However, some airlines, including Cathay Pacific, have joined the Sustainable Aviation Fuel Users Group (SAFUG) to try and get these kinds of projects moving -- as the rising cost of dwindling fossil fuels is fated to rise.

6.) Going green. It is not just biofuel development and the impact on the environment that are impacting the aviation industry, but airlines have had to cope with the introduction of legislation which would tax them based on carbon emissions.

The European Commission said it planned to charge planes based on greenhouse gas emissions if they landed in EU member states, although this was suddenly suspended in November. So, legislation isn't too taxing for now, although airlines have argued that such measures could cost them upwards of $8 billion in the next eight years.

When the International Air Transport Association (IATA) committed itself to carbon-neutral growth by 2020, you know the issue's becoming serious.

7.) Innovative plane design. A key question on airline management's mind: how do you keep flying cost-efficient and profitable, especially when rising operating costs -- including fuel and taxes -- impact the balance sheet?

Cutting weight off craft is one way, which saves not only fuel, but may mean you can pack in another row of seats or two. Some of the methods airlines have employed include replacing bulky flying manuals with mobile devices including iPads and Windows 8 tablets, as well as new hybrid designs with elements including foldable wings that reduce fuel consumption.

However, altering a plane's traditional design can also be used to appeal to particular markets, as a concept plane from RKS shows. Taking it a step further than AirAsia, where passengers can book seats in 'quiet zones' without children under 12 being allowed, RKS came up with the idea of a plane designed purely for families with their wailing, seat-kicking bundles of joy.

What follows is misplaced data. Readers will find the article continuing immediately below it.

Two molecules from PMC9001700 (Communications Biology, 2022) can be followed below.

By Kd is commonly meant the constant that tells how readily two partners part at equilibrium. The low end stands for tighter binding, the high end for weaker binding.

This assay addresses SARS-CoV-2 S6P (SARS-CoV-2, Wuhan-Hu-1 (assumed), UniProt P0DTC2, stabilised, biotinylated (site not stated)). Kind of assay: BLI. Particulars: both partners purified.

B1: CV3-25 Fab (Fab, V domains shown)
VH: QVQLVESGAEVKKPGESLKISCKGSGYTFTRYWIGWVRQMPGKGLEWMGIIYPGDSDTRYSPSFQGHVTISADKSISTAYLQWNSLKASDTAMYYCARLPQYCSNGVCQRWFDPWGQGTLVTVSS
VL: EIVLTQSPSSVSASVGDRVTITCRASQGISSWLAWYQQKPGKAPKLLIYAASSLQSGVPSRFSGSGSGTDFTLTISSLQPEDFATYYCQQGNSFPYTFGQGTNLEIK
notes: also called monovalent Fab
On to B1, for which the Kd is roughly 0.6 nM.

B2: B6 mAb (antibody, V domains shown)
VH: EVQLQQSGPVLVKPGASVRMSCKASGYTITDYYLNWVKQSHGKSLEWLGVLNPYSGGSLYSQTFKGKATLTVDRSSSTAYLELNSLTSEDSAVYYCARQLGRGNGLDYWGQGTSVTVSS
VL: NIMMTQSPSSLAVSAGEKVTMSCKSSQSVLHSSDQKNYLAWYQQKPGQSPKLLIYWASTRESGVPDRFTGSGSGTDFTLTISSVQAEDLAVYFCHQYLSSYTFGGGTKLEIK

8.) Consumer demands and the willingness to pay. Average ticket prices have jumped 10 percent in the last several years, potentially turning off consumers that can reach their destination in other ways. However, we can probably expect this trend to continue in 2013 -- especially as some governments have begun increasing passenger duty by up to 50 percent. However, as costs rise, standard airlines may find themselves abandoned in favor of the budget-airline niche carriers such as Ryanair.

9.) Bringing airports and airlines into the 21st century. From printing your own baggage labels at home to avoid check-in, booking online or showing your e-ticket to check-in staff when you arrive, flying is now a different scenario from showing a passport and receiving a ticket in the post. However, if airlines are going to survive, they need to do more than simply invest in new tech -- they need to make their businesses better.

Delta, for example, is a successful example of how to survive in today's tough environment. Refurbishing and purchasing older craft other airlines don't want in order to avoid debt, purchasing oil refineries to bring fuel costs under control and using non-union labor are some of the firm's best profit-keeping methods.

10.) Finding staff. It's not all about the technology. According to reports, airlines are finding it increasingly difficult to find and train up pilots, sending the industry into panic. New federal regulations coupled with a compulsory retirement age for pilots in the United States have contributed to the shortage -- no doubt a severe headache for management in the coming year as half of U.S. pilots are already over 50.

Image credit: Rob Brewer


This post was originally published on Smartplanet.com